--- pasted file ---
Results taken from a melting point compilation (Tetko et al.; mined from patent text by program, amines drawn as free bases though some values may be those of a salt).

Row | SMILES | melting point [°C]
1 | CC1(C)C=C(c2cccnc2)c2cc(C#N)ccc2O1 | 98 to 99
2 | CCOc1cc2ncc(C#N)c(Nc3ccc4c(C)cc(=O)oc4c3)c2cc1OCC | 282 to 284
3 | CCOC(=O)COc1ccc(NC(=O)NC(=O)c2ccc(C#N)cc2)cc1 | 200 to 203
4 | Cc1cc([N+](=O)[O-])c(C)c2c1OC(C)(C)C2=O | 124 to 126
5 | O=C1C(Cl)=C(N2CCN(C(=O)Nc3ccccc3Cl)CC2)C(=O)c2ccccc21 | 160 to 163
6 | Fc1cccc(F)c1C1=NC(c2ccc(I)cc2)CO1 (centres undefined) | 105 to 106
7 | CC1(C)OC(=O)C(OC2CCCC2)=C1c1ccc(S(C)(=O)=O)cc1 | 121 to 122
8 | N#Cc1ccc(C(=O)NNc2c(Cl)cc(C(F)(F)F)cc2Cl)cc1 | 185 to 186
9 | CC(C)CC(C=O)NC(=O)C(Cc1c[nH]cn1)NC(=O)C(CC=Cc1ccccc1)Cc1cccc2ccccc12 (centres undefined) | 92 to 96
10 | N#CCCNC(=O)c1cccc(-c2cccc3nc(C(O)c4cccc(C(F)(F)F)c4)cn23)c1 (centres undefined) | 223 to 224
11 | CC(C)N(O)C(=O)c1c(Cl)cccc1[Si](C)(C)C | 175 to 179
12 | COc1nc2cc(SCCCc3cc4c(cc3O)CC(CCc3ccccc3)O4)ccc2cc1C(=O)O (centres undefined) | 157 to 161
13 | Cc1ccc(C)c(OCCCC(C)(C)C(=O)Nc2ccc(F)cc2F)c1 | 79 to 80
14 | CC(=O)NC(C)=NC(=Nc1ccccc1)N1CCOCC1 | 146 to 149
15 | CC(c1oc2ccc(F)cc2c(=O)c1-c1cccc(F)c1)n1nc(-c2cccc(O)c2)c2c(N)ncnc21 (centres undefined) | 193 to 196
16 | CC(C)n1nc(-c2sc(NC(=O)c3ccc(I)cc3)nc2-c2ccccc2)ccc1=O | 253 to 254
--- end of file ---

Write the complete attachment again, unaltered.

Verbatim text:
Results taken from a melting point compilation (Tetko et al.; mined from patent text by program, amines drawn as free bases though some values may be those of a salt).

Row | SMILES | melting point [°C]
1 | CC1(C)C=C(c2cccnc2)c2cc(C#N)ccc2O1 | 98 to 99
2 | CCOc1cc2ncc(C#N)c(Nc3ccc4c(C)cc(=O)oc4c3)c2cc1OCC | 282 to 284
3 | CCOC(=O)COc1ccc(NC(=O)NC(=O)c2ccc(C#N)cc2)cc1 | 200 to 203
4 | Cc1cc([N+](=O)[O-])c(C)c2c1OC(C)(C)C2=O | 124 to 126
5 | O=C1C(Cl)=C(N2CCN(C(=O)Nc3ccccc3Cl)CC2)C(=O)c2ccccc21 | 160 to 163
6 | Fc1cccc(F)c1C1=NC(c2ccc(I)cc2)CO1 (centres undefined) | 105 to 106
7 | CC1(C)OC(=O)C(OC2CCCC2)=C1c1ccc(S(C)(=O)=O)cc1 | 121 to 122
8 | N#Cc1ccc(C(=O)NNc2c(Cl)cc(C(F)(F)F)cc2Cl)cc1 | 185 to 186
9 | CC(C)CC(C=O)NC(=O)C(Cc1c[nH]cn1)NC(=O)C(CC=Cc1ccccc1)Cc1cccc2ccccc12 (centres undefined) | 92 to 96
10 | N#CCCNC(=O)c1cccc(-c2cccc3nc(C(O)c4cccc(C(F)(F)F)c4)cn23)c1 (centres undefined) | 223 to 224
11 | CC(C)N(O)C(=O)c1c(Cl)cccc1[Si](C)(C)C | 175 to 179
12 | COc1nc2cc(SCCCc3cc4c(cc3O)CC(CCc3ccccc3)O4)ccc2cc1C(=O)O (centres undefined) | 157 to 161
13 | Cc1ccc(C)c(OCCCC(C)(C)C(=O)Nc2ccc(F)cc2F)c1 | 79 to 80
14 | CC(=O)NC(C)=NC(=Nc1ccccc1)N1CCOCC1 | 146 to 149
15 | CC(c1oc2ccc(F)cc2c(=O)c1-c1cccc(F)c1)n1nc(-c2cccc(O)c2)c2c(N)ncnc21 (centres undefined) | 193 to 196
16 | CC(C)n1nc(-c2sc(NC(=O)c3ccc(I)cc3)nc2-c2ccccc2)ccc1=O | 253 to 254